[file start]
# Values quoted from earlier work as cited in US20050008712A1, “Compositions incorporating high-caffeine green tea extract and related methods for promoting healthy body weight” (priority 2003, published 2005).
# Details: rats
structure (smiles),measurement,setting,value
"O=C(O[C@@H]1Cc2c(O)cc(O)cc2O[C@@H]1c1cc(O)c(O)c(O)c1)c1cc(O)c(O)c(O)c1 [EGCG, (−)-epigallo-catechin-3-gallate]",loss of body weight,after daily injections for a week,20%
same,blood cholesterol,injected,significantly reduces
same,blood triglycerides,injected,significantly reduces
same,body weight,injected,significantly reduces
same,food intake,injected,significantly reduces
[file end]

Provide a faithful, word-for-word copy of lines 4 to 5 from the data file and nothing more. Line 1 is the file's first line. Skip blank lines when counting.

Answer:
"O=C(O[C@@H]1Cc2c(O)cc(O)cc2O[C@@H]1c1cc(O)c(O)c(O)c1)c1cc(O)c(O)c(O)c1 [EGCG, (−)-epigallo-catechin-3-gallate]",loss of body weight,after daily injections for a week,20%
same,blood cholesterol,injected,significantly reduces